I didn't really realize this until this Tuesday, but Kip became interested in food last week - and not just any foods, but fruits, which are high in Vitamin C. I know he is developmentally at a stage where foods can become interesting, but it is curious that he was totally turned off by me offering him food just to hold and now he is grabbing fruit out of my hands. Last Thursday, he grabbed by arm while I was eating a banana, brought the banana (in my hand) to his face, and sucked on the banana. On Sunday, I offered him a piece of dried pear at church and he has been sucking on dried pears everyday since. It is curious at the very least.
Kip seems to be doing better all around - he's sleeping in longer stretches at night, he's not refusing to nurse or fussing while he's nursing very often, he's in a smaller diaper size as his diapers don't seem to contain dynamite anymore, and he just seems happier. I even ate an egg this week and he didn't have more dirty diapers than a normal day. The proof is in the pudding, if ya know what I mean.
I tried some chicken today. It's too early to tell if he's reacting, but I'm really hopeful that he will not. Maybe it is maturity, maybe it is his treatments, maybe it is something else, but I feel lighter already with the progress he is making. Please pray that it continues.
Yesterday, Brian was called into to work (not a shock since he's been working 6-7 days a week for awhile now) to discuss a bill with a senator, so he brought along the whole family. Josh was so excited to go inside the Capital. He has expressed interest in the Capital for quite awhile, especially the pointy part on top, but seemed even more fascinated by it once inside. "It is soooooooo big!" I guess being drawn to the Capital is in his DNA. In the picture, they are looking up in the center of the building.
We visited some old and new faces and surprised one of my girlfriends who is the chief of staff for one of the representatives. Part of her rep's office is an old vault. Pretty cool. The most common question for Josh was, "Do you miss your dad?" It seemed that all the parents there were eager to talk about the kids they had waiting for them at home. Very sweet.
So, we made it! This is the first session where the Governor's bill signing deadline (June 21st) impacts our lives a bit, but the hard part is behind us. I'm not sure I'll be able to stop smiling for at least a week! Brian is back! Dad is home! Well, he will be back after a few naps.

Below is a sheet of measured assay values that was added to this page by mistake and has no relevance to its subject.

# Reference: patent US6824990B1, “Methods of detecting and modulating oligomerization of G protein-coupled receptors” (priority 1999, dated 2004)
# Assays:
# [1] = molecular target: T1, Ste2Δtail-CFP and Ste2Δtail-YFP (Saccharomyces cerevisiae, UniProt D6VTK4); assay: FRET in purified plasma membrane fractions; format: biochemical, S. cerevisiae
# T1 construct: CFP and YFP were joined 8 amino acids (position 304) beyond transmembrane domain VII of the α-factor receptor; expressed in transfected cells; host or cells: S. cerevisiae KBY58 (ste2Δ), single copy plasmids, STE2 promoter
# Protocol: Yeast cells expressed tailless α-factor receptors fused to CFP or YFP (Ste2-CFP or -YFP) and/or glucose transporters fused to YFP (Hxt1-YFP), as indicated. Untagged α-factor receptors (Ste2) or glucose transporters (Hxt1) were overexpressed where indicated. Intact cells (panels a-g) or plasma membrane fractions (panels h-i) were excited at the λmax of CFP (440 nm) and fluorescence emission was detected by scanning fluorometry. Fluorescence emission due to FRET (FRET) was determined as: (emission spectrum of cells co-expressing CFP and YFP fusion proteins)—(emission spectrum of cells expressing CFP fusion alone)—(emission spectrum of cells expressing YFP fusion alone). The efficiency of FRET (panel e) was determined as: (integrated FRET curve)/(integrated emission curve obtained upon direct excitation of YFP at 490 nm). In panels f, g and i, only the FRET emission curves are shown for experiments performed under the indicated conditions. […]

He's egg-cited about the progress he's making! I've alluded to my "Kip diet" in previous posts. The poor little guy has "protein intolerance" which in lay man's terms means his digestive system isn't mature enough to digest some (all?) proteins. As a result, when he receives proteins from my milk his stomach cramps, little ulcers form, and he has too many dirty diapers. Through a lot of trial and error and even more prayer we were able to come up with a list of foods that Kip seemed to tolerate pretty well. Over time, as I ate the limited diet, his diapers were fewer, his discomfort subsided, and a big sigh of relief could be heard at our house. His digestive system still wasn't acting "normal" but it was close. Well, that is until three weeks ago.
Out of the blue, with no change in my "Kip diet," Kip started having his original symptoms to a greater degree than ever before. Nearly every diaper contained visible blood. His pediatrician did a CBC and checked him for infections and parasites - all clear and normal. Great news except that it didn't explain why he was suddenly worse. We were instructed to wait for him to outgrow this problem or switch him to prescription formula that he may not tolerate any better. Totally awesome news - on opposite day. Thankfully Kip has stopped having visible blood in his diapers and he seems to be getting over whatever happened, though he is not yet as close to "normal" as he was before.
Knowing what I know (and have experienced) about the gut, the immune system, autoimmune diseases, and Kip's own genetic predispositions, I'm not content to sit around and wait. During his "flare," I talked to the owner at Food for Life who suggested that I call the Wellness Center at People's Rx. I did. People's suggested that I call a Doctor of Oriental Medicine and gave me a couple of names. I'm not overly knowledgeable about alternative medicine, but my ignorance doesn't mean it isn't effective. I did see a DOM during my pregnancy with Kip and benefited from it. After praying about it, I called a DOM and spoke to him about Kip. He recently helped three babies overcome major reflux issues and was eager to try to help Kip with his eating issues.
During our first visit with him, he examined Kip, and concluded that Kip wasn't intolerant of a laundry list of foods, but instead his immune system needed to be strengthen in order for him to digest properly. It made sense to me - the major part of our immune system is in our gut; my immune system is whack-a-doodle and Kip is my son; Kip doesn't seem to properly digest breastmilk no matter what I eat. Don't get me wrong, I was still very skeptical, but his diagnosis intrigued me.